The Klerksdorp Spheres
Imagine miners or rockhounds working in a 3 billion year old rock deposit, when suddenly what pops out of the rock, but a flawless metallic sphere. It's a rare combination of alloys, unusual for anywhere on Earth, and it's more perfectly round than any human manufacturing technique could produce. But not only that, it has three perfect parallel grooves etched around its equator. It is quite obviously artificial, so what could it be doing in this 3 billion year old deposit? This is the mystery posed by a set of objects known as the Klerksdorp spheres, and which some authors have explained — convincingly to some — they are examples of out of place artifacts (OOParts) that are best explained as relics of an extinct ancient advanced civilization. Today we're going to find out if a dividing line between fact and fiction intersects the story of the Klerksdorp spheres, and if it does, exactly where along that spectrum does it slice.
The spheres are a series of round rocks, many of them being in the 3-10cm range, think between a golf ball and a cantaloupe. They were found around the town of Ottosdal in South Africa, a region in which pyrophyllite deposits are found, on the order of 3 billion years old, give or take. That's very old, as rocks go. There is no firm count for how many Klerksdorp spheres there are, probably lots and lots of them: most have probably been collected privately, but a few are best known for being on display at the Klerksdorp Museum about an hour away, from where they get their name. One of these, which is the one you're most likely to see if you do an Internet search for them, is blotchy brownish in color but with three thin, remarkable white or yellow lines, perfectly straight and parallel, circumscribing its equator. It actually is quite an impressive artifact; and if you showed it to me, having no knowledge of its origin, there would be little doubt in my mind that it was manufactured artificially.
This conclusion was shared by the creationist authors Michael Cremo and Richard Thompson in their 1993 book Forbidden Archeology: The Hidden History of the Human Race. This book spoke of many artifacts around the world that they believed constituted evidence of pre-Flood advanced civilizations, and they included a page on the Klerksdorp spheres. They included a quote they attributed to Roelf Marx, curator of the Klerksdorp Museum:
Though Marx went on to explain that the spheres had been explained as limonite concretions by a local geologist, they dismissed this explanation based on the low hardness of limonite compared to Marx's assertion that the stones could not be scratched even by steel. This, plus the undeniable fact of the three parallel grooves, left them no explanations other than artificial manufacture by intelligent beings.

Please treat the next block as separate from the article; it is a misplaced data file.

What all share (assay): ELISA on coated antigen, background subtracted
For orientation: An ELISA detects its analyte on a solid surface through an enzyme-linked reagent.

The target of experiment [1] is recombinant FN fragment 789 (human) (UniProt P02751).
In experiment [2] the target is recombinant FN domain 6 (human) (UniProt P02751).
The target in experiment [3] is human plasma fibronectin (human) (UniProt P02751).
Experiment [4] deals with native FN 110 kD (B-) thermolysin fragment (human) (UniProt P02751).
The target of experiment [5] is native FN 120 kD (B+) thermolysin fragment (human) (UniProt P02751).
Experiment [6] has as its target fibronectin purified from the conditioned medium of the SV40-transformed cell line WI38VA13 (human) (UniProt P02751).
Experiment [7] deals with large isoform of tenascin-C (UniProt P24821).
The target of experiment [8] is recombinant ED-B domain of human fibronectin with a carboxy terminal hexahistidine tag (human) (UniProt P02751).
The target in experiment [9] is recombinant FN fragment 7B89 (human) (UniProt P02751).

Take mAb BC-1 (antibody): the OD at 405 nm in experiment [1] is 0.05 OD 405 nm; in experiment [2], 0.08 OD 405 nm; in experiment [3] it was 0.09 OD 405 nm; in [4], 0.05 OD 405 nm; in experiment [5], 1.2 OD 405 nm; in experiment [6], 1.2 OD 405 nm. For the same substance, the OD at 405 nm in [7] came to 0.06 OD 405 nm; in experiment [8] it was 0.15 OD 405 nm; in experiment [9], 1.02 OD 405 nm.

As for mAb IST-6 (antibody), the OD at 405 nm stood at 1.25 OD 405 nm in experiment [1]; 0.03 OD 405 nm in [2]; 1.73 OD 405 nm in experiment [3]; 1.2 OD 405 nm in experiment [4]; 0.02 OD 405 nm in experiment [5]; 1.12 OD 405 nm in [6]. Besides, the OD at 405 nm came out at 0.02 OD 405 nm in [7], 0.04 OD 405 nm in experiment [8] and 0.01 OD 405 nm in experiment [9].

Other promotions in pop culture followed, driven by the mention in Forbidden Archaeology. A 1996 television special, The Mysterious Origins of Man, described them as metallic spheres and reported that specialists had declared no natural process could account for the three lines. In a 1979 article titled Strange Relics from the Depths of the Earth, creationist J. R. Jochmans explained why it's often creationists who promote these ancient advanced civilization claims:
The most remarkable claim about the stones is that inside a display case at the Klerksdorp Museum, which is described as "vibration free", the stones are claimed to rotate about their axes with no external influence. As this was widely repeated in articles and on websites about the stones, the source of this claim — Roelf Marx again — spoke up and said he'd been misquoted by a reporter. In fact the case was subject to the same vibrations that everything else in the Museum was frequently subjected to: subterranean explosions in the local mines, which caused the stones in the case to roll around, not unexpectedly. And perhaps this misquote is that place where we should draw our line between fact and fiction. Because up until now, virtually everything about the stones has been either fabricated or misrepresented.
We can begin with their appearance. None of them are perfectly spherical, or even anywhere in the neighborhood of it. They are generally roundish in the way that many rocks are, particularly concretions. Even the famous one with the three grooves is pretty squished; you would never describe it as spherical. They do not appear to be metallic. Many may have higher concentrations of metals in their chemical makeup then others, but they all look and feel like rocks. Simple chemical analysis has found they're mostly made of varying proportions of hematite, wollastonite, and pyrite (the earlier identification reported by Marx as "limonite" is a more general term, and is basically correct). None of the stones has ever been found to be any harder on the Mohs scale than its chemical content would predict.